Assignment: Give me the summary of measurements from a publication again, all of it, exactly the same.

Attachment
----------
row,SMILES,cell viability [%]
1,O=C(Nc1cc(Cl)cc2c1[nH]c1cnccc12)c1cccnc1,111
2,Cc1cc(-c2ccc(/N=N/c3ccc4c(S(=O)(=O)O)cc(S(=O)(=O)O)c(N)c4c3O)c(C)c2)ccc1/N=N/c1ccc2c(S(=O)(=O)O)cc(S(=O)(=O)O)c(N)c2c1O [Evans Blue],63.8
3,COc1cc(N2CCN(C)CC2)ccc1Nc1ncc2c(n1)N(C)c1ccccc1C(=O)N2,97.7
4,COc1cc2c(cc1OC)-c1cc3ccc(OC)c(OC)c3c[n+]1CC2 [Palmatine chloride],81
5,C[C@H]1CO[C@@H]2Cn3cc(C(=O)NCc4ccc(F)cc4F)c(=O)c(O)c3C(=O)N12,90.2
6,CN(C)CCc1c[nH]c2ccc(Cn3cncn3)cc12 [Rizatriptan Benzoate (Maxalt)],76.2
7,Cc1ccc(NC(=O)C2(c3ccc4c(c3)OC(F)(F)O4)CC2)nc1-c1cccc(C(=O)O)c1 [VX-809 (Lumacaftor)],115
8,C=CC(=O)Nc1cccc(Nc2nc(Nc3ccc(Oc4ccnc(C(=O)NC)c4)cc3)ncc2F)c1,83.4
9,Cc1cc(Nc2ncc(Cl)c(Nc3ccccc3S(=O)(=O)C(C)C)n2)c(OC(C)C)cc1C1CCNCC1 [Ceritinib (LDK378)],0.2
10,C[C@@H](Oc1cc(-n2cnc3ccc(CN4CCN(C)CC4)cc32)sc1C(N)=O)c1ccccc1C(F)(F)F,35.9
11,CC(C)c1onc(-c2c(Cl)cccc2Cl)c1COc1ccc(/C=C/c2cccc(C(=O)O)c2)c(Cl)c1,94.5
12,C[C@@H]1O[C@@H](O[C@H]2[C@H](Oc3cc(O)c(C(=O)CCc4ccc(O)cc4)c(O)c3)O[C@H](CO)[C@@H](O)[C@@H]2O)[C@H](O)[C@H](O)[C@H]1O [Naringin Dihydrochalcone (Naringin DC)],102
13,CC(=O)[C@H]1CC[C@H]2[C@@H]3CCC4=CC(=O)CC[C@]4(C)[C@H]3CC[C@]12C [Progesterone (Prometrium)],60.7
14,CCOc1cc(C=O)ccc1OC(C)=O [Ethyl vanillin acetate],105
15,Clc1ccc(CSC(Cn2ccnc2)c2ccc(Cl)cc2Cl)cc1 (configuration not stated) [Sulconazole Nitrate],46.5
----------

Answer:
row,SMILES,cell viability [%]
1,O=C(Nc1cc(Cl)cc2c1[nH]c1cnccc12)c1cccnc1,111
2,Cc1cc(-c2ccc(/N=N/c3ccc4c(S(=O)(=O)O)cc(S(=O)(=O)O)c(N)c4c3O)c(C)c2)ccc1/N=N/c1ccc2c(S(=O)(=O)O)cc(S(=O)(=O)O)c(N)c2c1O [Evans Blue],63.8
3,COc1cc(N2CCN(C)CC2)ccc1Nc1ncc2c(n1)N(C)c1ccccc1C(=O)N2,97.7
4,COc1cc2c(cc1OC)-c1cc3ccc(OC)c(OC)c3c[n+]1CC2 [Palmatine chloride],81
5,C[C@H]1CO[C@@H]2Cn3cc(C(=O)NCc4ccc(F)cc4F)c(=O)c(O)c3C(=O)N12,90.2
6,CN(C)CCc1c[nH]c2ccc(Cn3cncn3)cc12 [Rizatriptan Benzoate (Maxalt)],76.2
7,Cc1ccc(NC(=O)C2(c3ccc4c(c3)OC(F)(F)O4)CC2)nc1-c1cccc(C(=O)O)c1 [VX-809 (Lumacaftor)],115
8,C=CC(=O)Nc1cccc(Nc2nc(Nc3ccc(Oc4ccnc(C(=O)NC)c4)cc3)ncc2F)c1,83.4
9,Cc1cc(Nc2ncc(Cl)c(Nc3ccccc3S(=O)(=O)C(C)C)n2)c(OC(C)C)cc1C1CCNCC1 [Ceritinib (LDK378)],0.2
10,C[C@@H](Oc1cc(-n2cnc3ccc(CN4CCN(C)CC4)cc32)sc1C(N)=O)c1ccccc1C(F)(F)F,35.9
11,CC(C)c1onc(-c2c(Cl)cccc2Cl)c1COc1ccc(/C=C/c2cccc(C(=O)O)c2)c(Cl)c1,94.5
12,C[C@@H]1O[C@@H](O[C@H]2[C@H](Oc3cc(O)c(C(=O)CCc4ccc(O)cc4)c(O)c3)O[C@H](CO)[C@@H](O)[C@@H]2O)[C@H](O)[C@H](O)[C@H]1O [Naringin Dihydrochalcone (Naringin DC)],102
13,CC(=O)[C@H]1CC[C@H]2[C@@H]3CCC4=CC(=O)CC[C@]4(C)[C@H]3CC[C@]12C [Progesterone (Prometrium)],60.7
14,CCOc1cc(C=O)ccc1OC(C)=O [Ethyl vanillin acetate],105
15,Clc1ccc(CSC(Cn2ccnc2)c2ccc(Cl)cc2Cl)cc1 (configuration not stated) [Sulconazole Nitrate],46.5